An experimental study comparing two different training strategies on how to use statistical packages in an introductory statistics course

Baglin, J, Da Costa, C, Ovens, M and Bablas, V 2011, 'An experimental study comparing two different training strategies on how to use statistical packages in an introductory statistics course', in Elizabeth D. Johnson, Trisha Jenkins, Gerry Rayner, Manjula D. Sharma, Jan West, Alexandra Yeung (ed.) Proceedings of the Australian Conference on Science and Mathematics Education (ACSME 2011), Melbourne, Australia, 28-30 September 2011, pp. 162-168.


Document type: Conference Paper
Collection: Conference Papers

Title An experimental study comparing two different training strategies on how to use statistical packages in an introductory statistics course
Author(s) Baglin, J
Da Costa, C
Ovens, M
Bablas, V
Year 2011
Conference name Australian Conference on Science and Mathematics Education (ACSME 2011)
Conference location Melbourne, Australia
Conference dates 28-30 September 2011
Proceedings title Proceedings of the Australian Conference on Science and Mathematics Education (ACSME 2011)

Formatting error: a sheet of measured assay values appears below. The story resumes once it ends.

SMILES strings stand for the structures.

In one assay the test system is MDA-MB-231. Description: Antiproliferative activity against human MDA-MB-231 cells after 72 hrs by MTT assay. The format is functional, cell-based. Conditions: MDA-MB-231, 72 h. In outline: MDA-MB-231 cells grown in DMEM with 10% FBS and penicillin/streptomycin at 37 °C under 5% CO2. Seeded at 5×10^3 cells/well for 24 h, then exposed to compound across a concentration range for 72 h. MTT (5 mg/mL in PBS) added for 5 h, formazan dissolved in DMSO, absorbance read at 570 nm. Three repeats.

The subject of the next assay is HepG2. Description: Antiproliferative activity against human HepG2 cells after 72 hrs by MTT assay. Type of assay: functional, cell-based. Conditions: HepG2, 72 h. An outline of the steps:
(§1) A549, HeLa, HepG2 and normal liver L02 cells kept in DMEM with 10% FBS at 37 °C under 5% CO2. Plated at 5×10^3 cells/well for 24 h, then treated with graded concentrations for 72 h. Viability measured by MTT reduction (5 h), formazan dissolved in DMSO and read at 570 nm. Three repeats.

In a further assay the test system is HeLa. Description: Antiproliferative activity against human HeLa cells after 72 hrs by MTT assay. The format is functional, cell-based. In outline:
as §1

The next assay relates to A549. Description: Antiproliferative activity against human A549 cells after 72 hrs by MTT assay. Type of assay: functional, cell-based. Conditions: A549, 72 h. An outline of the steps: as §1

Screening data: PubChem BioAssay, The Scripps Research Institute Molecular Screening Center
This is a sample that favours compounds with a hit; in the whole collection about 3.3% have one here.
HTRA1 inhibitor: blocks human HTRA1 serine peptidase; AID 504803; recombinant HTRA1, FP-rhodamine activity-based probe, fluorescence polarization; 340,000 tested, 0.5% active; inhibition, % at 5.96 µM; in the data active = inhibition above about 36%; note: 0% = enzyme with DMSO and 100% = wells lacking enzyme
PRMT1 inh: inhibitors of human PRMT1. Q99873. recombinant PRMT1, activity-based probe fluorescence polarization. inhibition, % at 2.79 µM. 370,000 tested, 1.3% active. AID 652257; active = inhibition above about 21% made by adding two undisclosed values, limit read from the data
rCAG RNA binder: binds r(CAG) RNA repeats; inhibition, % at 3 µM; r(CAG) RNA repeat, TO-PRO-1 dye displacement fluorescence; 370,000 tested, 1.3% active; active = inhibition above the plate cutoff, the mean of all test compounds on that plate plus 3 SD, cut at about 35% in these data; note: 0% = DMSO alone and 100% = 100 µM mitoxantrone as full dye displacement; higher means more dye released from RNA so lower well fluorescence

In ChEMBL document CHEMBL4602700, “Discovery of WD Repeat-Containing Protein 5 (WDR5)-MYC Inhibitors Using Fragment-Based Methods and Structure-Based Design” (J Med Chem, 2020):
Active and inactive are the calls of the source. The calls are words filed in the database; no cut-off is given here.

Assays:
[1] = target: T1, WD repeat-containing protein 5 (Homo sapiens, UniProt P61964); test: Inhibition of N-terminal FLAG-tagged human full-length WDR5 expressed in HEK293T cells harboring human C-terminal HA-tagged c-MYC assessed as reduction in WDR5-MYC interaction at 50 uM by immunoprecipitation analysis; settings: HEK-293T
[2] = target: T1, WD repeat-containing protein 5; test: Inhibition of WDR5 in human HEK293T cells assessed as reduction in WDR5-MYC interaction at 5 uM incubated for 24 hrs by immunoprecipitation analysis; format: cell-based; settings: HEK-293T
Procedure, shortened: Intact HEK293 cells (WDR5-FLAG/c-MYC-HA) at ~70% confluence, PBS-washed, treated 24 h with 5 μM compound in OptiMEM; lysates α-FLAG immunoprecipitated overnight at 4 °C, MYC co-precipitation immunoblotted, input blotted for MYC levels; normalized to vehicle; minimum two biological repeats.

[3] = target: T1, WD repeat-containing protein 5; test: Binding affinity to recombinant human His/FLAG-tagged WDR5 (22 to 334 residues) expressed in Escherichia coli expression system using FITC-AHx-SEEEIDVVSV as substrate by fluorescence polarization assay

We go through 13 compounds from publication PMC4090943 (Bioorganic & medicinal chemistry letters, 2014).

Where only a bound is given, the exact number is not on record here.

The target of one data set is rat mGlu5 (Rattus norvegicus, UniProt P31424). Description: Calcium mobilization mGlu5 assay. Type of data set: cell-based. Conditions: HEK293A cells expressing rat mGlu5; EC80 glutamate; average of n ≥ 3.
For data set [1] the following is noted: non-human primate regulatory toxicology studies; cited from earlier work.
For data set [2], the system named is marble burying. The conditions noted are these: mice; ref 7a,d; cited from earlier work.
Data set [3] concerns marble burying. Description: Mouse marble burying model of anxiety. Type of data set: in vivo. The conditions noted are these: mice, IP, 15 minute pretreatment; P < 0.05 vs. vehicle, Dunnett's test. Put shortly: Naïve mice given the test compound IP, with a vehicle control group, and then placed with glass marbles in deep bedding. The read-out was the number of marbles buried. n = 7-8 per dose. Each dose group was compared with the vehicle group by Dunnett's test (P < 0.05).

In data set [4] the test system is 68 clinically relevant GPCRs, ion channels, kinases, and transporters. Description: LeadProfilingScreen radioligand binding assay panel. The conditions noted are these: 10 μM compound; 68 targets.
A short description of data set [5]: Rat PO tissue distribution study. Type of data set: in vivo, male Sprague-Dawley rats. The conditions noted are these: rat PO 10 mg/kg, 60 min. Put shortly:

Editor(s) Elizabeth D. Johnson, Trisha Jenkins, Gerry Rayner, Manjula D. Sharma, Jan West, Alexandra Yeung
Publisher ACSME
Place of publication Sydney, Australia
Start page 162
End page 168
Total pages 7
Abstract Statistics education reform advocates the use of statistical software packages, such as SPSS, Minitab, and R, in introductory statistics courses. However, little research has focused on finding effective methods of training students how to use these packages. This experimental study evaluated the effectiveness of two different training strategies. A sample of 100 first year psychology students were randomly allocated to either a Guided training (GT) strategy or an error management training (EMT) strategy. GT consisted of step-by-step instructions that aimed to explicitly direct participants through training to use the statistical package SPSS. EMT avoided step-by-step instructions, instead focusing on minimal instruction which aimed to engage participants in actively exploring the statistical package. In EMT, errors were viewed as beneficial to training as they help develop a deeper understanding of SPSS. Participants completed five statistical package training sessions across the semester. After four of these training sessions, participants completed self-assessment tasks that measured training transfer performance. After controlling for statistical knowledge and self-assessment compliance, the results of the study indicated no statistically significant differences between the two training strategies. However, this conclusion must be interpreted with caution due to a number of study imitations which are discussed in this article.
Subjects Educational Technology and Computing
Keyword(s) statistics education
statistical packages
error management training
educational experiment
Copyright notice © 2011 the Authors
ISBN 9780987183408
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